Let’s say an out-of-state conglomerate wants to put a massive dump near an aquifer and right next to a flood plain. Add a high hazard dam right next door that secret government maps detail 318 people’s lives are at risk if the dam breaches.

Wouldn’t we want to know if the engineers and geologists who investigated the site told the truth about the site’s safety?

Amidst growing evidence, the Texas Commission on Environmental Quality ignored its own rules to approve a permit for the Caldwell County dump. It is time for the engineers and geologists who destroy their work to be held accountable.

Thursday morning at 10:00 am in front of the Texas State Capitol, opponents of a planned 17- story tall tower of trash near Lockhart will hold a news conference to announce the filing of formal complaints with the two agencies who police the conduct of engineers and geoscientists.

These complaints allege a series of professional misconduct against Kerry Don Maroney, an engineer with the environmental consulting firm Biggs & Mathews Environmental, and John Michael Snyder, a geologist at the same consulting firm.

Maroney served as engineer of record for the controversial 130 Environmental Park dump in Caldwell County, Texas, just north of Lockhart. The landfill permit application was submitted by 130 Environmental Park LLC, a subsidiary of Green Group Holdings. The complaint alleges that Maroney used his state engineering seal to approve work he improperly supervised – a violation of the Texas Board of Professional Engineers rules.

“In the last several years, Mr. Maroney has engaged in conduct that appears to have violated the stringent ethical and professional requirements of Texas engineers,” reads the complaint. “This conduct has resulted in the permitting of at least one facility, based on Mr. Maroney’s representations and engineer’s seal, which threatens to impact the health and safety of Texas residents and their natural resources.”

We now know the consulting firm of Biggs & Matthews Environmental was caught destroying soil samples in three separate landfill projects, Waller County, Jack County, and Caldwell County. Why the TCEQ continues to rely on this consulting firm for landfill science is the real question.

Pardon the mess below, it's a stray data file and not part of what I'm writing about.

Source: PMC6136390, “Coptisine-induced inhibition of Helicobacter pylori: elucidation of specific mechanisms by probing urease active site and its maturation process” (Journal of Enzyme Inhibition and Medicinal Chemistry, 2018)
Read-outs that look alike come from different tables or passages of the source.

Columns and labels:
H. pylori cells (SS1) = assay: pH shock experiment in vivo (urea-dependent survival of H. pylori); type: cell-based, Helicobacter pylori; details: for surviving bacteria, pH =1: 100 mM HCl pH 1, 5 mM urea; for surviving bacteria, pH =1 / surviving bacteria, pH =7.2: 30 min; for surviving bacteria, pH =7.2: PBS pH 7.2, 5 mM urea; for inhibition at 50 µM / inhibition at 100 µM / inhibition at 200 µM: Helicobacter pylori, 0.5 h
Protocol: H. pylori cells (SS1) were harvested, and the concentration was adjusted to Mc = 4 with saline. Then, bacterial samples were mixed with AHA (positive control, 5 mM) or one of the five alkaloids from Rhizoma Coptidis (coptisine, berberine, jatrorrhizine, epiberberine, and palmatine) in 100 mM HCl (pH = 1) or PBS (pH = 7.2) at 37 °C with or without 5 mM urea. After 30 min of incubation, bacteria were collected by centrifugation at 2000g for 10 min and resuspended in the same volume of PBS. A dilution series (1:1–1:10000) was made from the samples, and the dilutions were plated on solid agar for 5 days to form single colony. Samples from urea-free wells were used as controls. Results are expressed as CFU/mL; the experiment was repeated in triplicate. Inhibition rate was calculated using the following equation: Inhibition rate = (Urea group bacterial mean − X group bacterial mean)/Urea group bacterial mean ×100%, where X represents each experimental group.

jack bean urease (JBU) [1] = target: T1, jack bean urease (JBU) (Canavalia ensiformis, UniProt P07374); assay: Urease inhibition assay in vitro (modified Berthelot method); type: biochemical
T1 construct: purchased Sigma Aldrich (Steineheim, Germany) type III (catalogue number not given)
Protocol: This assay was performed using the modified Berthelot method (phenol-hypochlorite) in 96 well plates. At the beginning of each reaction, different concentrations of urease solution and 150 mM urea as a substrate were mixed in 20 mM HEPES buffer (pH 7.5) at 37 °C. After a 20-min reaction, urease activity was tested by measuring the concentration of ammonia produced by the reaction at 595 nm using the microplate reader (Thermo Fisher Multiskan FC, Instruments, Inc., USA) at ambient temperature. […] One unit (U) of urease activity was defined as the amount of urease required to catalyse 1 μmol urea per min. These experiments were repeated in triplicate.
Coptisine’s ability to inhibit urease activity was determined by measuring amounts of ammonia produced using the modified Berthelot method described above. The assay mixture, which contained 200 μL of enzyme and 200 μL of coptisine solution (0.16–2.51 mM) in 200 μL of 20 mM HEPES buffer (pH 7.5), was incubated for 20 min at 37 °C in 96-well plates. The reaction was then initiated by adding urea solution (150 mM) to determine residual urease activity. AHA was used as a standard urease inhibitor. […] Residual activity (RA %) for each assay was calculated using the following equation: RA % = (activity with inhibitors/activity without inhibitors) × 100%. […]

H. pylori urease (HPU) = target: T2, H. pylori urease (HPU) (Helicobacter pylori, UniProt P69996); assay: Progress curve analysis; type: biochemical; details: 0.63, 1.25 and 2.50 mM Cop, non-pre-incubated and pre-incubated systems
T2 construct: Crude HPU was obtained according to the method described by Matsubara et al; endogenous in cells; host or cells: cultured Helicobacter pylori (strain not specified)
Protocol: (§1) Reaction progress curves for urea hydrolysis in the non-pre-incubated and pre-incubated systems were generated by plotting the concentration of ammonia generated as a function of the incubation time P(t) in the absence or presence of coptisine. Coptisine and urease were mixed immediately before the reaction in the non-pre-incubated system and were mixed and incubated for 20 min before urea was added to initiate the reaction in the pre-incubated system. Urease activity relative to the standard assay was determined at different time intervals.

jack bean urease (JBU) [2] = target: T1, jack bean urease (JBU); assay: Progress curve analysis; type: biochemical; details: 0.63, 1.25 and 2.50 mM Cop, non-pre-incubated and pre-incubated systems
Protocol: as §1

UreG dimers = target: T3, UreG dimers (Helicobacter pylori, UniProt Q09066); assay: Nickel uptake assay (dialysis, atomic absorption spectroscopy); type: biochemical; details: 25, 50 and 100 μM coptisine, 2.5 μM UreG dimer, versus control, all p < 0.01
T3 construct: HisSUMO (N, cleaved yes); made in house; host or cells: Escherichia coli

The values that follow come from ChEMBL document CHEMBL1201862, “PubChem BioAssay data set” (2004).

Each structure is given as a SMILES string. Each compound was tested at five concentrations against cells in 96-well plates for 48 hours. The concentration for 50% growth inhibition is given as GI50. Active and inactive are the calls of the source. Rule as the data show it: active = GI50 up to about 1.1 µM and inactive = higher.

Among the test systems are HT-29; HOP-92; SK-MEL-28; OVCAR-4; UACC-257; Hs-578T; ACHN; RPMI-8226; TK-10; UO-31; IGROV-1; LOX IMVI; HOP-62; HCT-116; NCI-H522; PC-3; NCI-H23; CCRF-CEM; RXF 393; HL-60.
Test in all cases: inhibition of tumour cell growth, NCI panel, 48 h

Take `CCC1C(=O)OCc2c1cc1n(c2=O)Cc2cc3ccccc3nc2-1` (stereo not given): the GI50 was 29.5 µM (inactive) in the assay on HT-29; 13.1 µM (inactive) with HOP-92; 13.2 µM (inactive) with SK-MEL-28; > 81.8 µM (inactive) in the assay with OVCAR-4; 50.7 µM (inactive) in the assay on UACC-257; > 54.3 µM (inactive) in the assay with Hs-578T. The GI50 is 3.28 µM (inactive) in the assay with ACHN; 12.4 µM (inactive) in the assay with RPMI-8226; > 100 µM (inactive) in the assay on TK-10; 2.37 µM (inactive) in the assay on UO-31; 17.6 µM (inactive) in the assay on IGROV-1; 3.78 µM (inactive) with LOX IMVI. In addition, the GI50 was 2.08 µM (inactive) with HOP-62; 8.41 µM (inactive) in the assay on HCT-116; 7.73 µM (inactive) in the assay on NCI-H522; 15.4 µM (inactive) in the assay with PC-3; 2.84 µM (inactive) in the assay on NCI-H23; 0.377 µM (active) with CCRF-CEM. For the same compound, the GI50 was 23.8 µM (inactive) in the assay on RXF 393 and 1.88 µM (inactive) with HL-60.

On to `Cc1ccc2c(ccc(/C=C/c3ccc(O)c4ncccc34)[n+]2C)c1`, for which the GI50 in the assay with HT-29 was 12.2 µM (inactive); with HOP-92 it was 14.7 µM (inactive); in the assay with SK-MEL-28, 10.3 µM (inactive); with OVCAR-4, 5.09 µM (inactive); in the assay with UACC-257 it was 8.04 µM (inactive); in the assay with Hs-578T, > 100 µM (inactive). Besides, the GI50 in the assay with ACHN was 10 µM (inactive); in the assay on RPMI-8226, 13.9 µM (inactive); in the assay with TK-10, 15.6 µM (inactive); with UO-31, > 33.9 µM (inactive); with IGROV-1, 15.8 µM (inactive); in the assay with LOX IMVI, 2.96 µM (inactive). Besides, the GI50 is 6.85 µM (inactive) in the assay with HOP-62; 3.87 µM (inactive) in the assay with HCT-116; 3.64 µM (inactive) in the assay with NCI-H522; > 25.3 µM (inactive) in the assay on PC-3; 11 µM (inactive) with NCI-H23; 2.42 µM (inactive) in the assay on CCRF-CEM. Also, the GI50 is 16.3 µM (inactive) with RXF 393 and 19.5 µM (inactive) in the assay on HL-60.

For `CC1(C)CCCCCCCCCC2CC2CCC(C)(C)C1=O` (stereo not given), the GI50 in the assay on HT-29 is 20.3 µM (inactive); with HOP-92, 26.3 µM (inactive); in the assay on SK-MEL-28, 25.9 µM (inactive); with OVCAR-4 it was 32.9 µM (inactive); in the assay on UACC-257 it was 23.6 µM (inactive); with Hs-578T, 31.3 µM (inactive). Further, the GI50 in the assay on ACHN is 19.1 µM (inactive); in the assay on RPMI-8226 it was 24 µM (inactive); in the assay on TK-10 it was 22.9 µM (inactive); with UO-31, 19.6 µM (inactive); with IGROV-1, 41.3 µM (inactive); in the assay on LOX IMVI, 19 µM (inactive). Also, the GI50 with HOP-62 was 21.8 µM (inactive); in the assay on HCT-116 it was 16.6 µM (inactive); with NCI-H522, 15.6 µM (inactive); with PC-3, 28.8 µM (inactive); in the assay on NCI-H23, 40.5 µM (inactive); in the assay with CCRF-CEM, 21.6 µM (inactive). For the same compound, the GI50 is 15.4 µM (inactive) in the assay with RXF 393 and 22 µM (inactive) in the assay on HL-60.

The second complaint is leveled against Biggs & Mathews Environmental geoscientist, John Michael Snyder. The complaint provides evidence of unprofessional conduct in three separate landfill projects.

“Despite his experience with landfill permit application proceedings and the opposition they attract, Snyder has a history of discarding all relevant records and samples before the Texas Commission for Environmental Quality (the agency responsible for permitting landfills) completes its review of the application,” the complaint reads. “This not only violates professional geoscientist standards, but it also violates TCEQ’s rules and legal obligations.”

Snyder was the geologist on the failed Highway 6 landfill in Waller County. Opponents had to fight for years and spend more than a million dollars to finally get access to test Biggs & Matthews Environmental’ s representations about the safety of the dump. Once the opponents were granted access to the site, it became apparent that Snyder’s representations regarding groundwater at the site were false, with serious repercussions.

Had the Highway 6 landfill been built, it would have cut through the water table and placed at risk the drinking water for tens of thousands of people.
Even worse, the TCEQ knew of this history before it met in November 2017 to approve the Caldwell County dump permit. The permit was approved even though Biggs & Mathews Environmental was doing the consulting work again, and once again they had destroyed data and soil samples that formed the basis for their representations to TCEQ regarding the adequacy of the site for a landfill.

The TCEQ failed to enforce its own rule. According to 30 Texas Administrative Code §305.47: “A permittee … shall keep records, throughout the term of the permit or order, of data used to complete the final [landfill permit] application and any supplemental information.”

The legislature is looking at the situation as an example of a deeply flawed TCEQ permitting process.
Environmental attorney Marisa Perales told the Texas Senate Committee on Natural Resources and Economic Development about a litany of problems, specifically citing the fact that the TCEQ never bent to its own rules with the Biggs & Mathews Environmental projects.

Perales insists Biggs & Mathews Environmental’ s conduct should halt the dump entirely. It amounts to a denial of due process, she said, for the dump’s opponents to not have a chance to check the work.

“If the data has been discarded and there is no way to actually verify the data that supports the information in the application, then they should start all over because there’s no way to know whether what they’ve submitted is accurate or not,” said Perales during the September 5 hearing. “If we go through a hearing and it’s proven that you were unable to satisfy the TCEQ requirements, then you don’t get the permit. You don’t get another chance, you don’t get another bite at the apple. You just don’t get your permit.”

PRESS CONFERENCE
WHERE: Front Steps of Texas State Capitol Building – 1100 Congress Ave, Austin, Texas 78701
10 am, Thursday, September 13, 2018
WHO: Frank Sughrue, Marisa Perales, Wayne Dolcefino

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